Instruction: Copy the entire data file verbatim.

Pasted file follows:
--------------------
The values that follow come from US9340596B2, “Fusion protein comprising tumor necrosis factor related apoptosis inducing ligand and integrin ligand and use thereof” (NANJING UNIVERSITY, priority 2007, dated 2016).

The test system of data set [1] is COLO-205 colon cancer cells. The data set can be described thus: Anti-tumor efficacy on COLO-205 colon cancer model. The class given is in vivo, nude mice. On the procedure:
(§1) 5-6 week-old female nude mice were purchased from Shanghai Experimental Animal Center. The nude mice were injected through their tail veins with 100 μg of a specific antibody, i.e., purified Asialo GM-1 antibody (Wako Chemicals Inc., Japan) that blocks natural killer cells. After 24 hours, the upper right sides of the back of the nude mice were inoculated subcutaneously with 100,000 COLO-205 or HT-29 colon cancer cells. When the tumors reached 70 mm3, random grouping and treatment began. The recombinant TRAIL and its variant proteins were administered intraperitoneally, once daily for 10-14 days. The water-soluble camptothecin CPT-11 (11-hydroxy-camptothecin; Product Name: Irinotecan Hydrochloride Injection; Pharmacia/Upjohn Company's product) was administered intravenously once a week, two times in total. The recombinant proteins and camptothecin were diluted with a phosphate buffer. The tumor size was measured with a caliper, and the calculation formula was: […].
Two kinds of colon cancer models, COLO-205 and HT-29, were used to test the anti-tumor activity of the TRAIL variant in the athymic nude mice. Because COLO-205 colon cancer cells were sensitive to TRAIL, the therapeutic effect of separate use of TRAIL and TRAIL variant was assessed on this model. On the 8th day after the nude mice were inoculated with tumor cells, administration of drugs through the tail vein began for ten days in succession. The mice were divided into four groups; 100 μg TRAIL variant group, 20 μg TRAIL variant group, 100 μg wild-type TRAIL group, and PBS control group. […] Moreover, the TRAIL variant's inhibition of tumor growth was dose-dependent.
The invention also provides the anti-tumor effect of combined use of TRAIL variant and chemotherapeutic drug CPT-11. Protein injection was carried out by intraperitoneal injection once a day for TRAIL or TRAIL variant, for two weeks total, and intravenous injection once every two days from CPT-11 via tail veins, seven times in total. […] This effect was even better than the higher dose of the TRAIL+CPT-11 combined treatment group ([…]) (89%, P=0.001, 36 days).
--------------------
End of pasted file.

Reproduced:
The values that follow come from US9340596B2, “Fusion protein comprising tumor necrosis factor related apoptosis inducing ligand and integrin ligand and use thereof” (NANJING UNIVERSITY, priority 2007, dated 2016).

The test system of data set [1] is COLO-205 colon cancer cells. The data set can be described thus: Anti-tumor efficacy on COLO-205 colon cancer model. The class given is in vivo, nude mice. On the procedure:
(§1) 5-6 week-old female nude mice were purchased from Shanghai Experimental Animal Center. The nude mice were injected through their tail veins with 100 μg of a specific antibody, i.e., purified Asialo GM-1 antibody (Wako Chemicals Inc., Japan) that blocks natural killer cells. After 24 hours, the upper right sides of the back of the nude mice were inoculated subcutaneously with 100,000 COLO-205 or HT-29 colon cancer cells. When the tumors reached 70 mm3, random grouping and treatment began. The recombinant TRAIL and its variant proteins were administered intraperitoneally, once daily for 10-14 days. The water-soluble camptothecin CPT-11 (11-hydroxy-camptothecin; Product Name: Irinotecan Hydrochloride Injection; Pharmacia/Upjohn Company's product) was administered intravenously once a week, two times in total. The recombinant proteins and camptothecin were diluted with a phosphate buffer. The tumor size was measured with a caliper, and the calculation formula was: […].
Two kinds of colon cancer models, COLO-205 and HT-29, were used to test the anti-tumor activity of the TRAIL variant in the athymic nude mice. Because COLO-205 colon cancer cells were sensitive to TRAIL, the therapeutic effect of separate use of TRAIL and TRAIL variant was assessed on this model. On the 8th day after the nude mice were inoculated with tumor cells, administration of drugs through the tail vein began for ten days in succession. The mice were divided into four groups; 100 μg TRAIL variant group, 20 μg TRAIL variant group, 100 μg wild-type TRAIL group, and PBS control group. […] Moreover, the TRAIL variant's inhibition of tumor growth was dose-dependent.
The invention also provides the anti-tumor effect of combined use of TRAIL variant and chemotherapeutic drug CPT-11. Protein injection was carried out by intraperitoneal injection once a day for TRAIL or TRAIL variant, for two weeks total, and intravenous injection once every two days from CPT-11 via tail veins, seven times in total. […] This effect was even better than the higher dose of the TRAIL+CPT-11 combined treatment group ([…]) (89%, P=0.001, 36 days).